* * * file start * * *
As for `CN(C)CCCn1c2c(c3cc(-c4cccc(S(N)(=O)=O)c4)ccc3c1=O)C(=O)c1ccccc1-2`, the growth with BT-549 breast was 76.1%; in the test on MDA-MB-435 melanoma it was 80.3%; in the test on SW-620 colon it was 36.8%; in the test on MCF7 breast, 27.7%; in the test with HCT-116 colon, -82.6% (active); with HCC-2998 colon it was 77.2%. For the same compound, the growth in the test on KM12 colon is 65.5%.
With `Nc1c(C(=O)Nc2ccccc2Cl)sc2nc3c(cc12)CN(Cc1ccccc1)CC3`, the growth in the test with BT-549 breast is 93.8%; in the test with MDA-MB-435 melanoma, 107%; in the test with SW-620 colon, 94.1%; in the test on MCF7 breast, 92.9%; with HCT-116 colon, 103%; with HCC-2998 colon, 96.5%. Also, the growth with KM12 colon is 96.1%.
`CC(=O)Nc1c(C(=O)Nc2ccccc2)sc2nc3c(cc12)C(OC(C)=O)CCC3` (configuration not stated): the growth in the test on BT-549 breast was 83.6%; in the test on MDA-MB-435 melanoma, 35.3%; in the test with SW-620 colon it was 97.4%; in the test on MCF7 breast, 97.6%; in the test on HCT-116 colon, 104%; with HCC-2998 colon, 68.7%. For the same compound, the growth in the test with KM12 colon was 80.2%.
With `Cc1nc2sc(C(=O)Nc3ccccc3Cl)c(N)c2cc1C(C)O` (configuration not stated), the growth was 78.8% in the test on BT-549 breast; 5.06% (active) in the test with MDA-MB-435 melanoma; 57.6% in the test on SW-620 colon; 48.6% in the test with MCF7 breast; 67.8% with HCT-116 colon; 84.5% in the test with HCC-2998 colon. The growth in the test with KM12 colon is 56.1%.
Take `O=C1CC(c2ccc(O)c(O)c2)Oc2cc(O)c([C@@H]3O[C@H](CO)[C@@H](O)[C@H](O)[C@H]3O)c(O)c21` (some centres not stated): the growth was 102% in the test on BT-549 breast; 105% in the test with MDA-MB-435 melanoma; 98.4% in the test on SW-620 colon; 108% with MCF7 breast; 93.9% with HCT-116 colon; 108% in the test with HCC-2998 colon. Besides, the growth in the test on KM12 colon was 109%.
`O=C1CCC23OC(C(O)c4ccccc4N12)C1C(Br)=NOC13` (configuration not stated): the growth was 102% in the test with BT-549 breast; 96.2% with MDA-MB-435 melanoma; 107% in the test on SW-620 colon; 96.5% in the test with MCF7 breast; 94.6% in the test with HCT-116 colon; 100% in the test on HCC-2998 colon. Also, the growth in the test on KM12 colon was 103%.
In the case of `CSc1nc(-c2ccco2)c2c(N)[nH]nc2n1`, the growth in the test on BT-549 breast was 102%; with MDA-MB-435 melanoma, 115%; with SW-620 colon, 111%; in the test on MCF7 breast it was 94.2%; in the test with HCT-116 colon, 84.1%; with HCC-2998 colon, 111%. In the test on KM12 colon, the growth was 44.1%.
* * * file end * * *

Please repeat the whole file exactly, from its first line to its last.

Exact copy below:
As for `CN(C)CCCn1c2c(c3cc(-c4cccc(S(N)(=O)=O)c4)ccc3c1=O)C(=O)c1ccccc1-2`, the growth with BT-549 breast was 76.1%; in the test on MDA-MB-435 melanoma it was 80.3%; in the test on SW-620 colon it was 36.8%; in the test on MCF7 breast, 27.7%; in the test with HCT-116 colon, -82.6% (active); with HCC-2998 colon it was 77.2%. For the same compound, the growth in the test on KM12 colon is 65.5%.
With `Nc1c(C(=O)Nc2ccccc2Cl)sc2nc3c(cc12)CN(Cc1ccccc1)CC3`, the growth in the test with BT-549 breast is 93.8%; in the test with MDA-MB-435 melanoma, 107%; in the test with SW-620 colon, 94.1%; in the test on MCF7 breast, 92.9%; with HCT-116 colon, 103%; with HCC-2998 colon, 96.5%. Also, the growth with KM12 colon is 96.1%.
`CC(=O)Nc1c(C(=O)Nc2ccccc2)sc2nc3c(cc12)C(OC(C)=O)CCC3` (configuration not stated): the growth in the test on BT-549 breast was 83.6%; in the test on MDA-MB-435 melanoma, 35.3%; in the test with SW-620 colon it was 97.4%; in the test on MCF7 breast, 97.6%; in the test on HCT-116 colon, 104%; with HCC-2998 colon, 68.7%. For the same compound, the growth in the test with KM12 colon was 80.2%.
With `Cc1nc2sc(C(=O)Nc3ccccc3Cl)c(N)c2cc1C(C)O` (configuration not stated), the growth was 78.8% in the test on BT-549 breast; 5.06% (active) in the test with MDA-MB-435 melanoma; 57.6% in the test on SW-620 colon; 48.6% in the test with MCF7 breast; 67.8% with HCT-116 colon; 84.5% in the test with HCC-2998 colon. The growth in the test with KM12 colon is 56.1%.
Take `O=C1CC(c2ccc(O)c(O)c2)Oc2cc(O)c([C@@H]3O[C@H](CO)[C@@H](O)[C@H](O)[C@H]3O)c(O)c21` (some centres not stated): the growth was 102% in the test on BT-549 breast; 105% in the test with MDA-MB-435 melanoma; 98.4% in the test on SW-620 colon; 108% with MCF7 breast; 93.9% with HCT-116 colon; 108% in the test with HCC-2998 colon. Besides, the growth in the test on KM12 colon was 109%.
`O=C1CCC23OC(C(O)c4ccccc4N12)C1C(Br)=NOC13` (configuration not stated): the growth was 102% in the test with BT-549 breast; 96.2% with MDA-MB-435 melanoma; 107% in the test on SW-620 colon; 96.5% in the test with MCF7 breast; 94.6% in the test with HCT-116 colon; 100% in the test on HCC-2998 colon. Also, the growth in the test on KM12 colon was 103%.
In the case of `CSc1nc(-c2ccco2)c2c(N)[nH]nc2n1`, the growth in the test on BT-549 breast was 102%; with MDA-MB-435 melanoma, 115%; with SW-620 colon, 111%; in the test on MCF7 breast it was 94.2%; in the test with HCT-116 colon, 84.1%; with HCC-2998 colon, 111%. In the test on KM12 colon, the growth was 44.1%.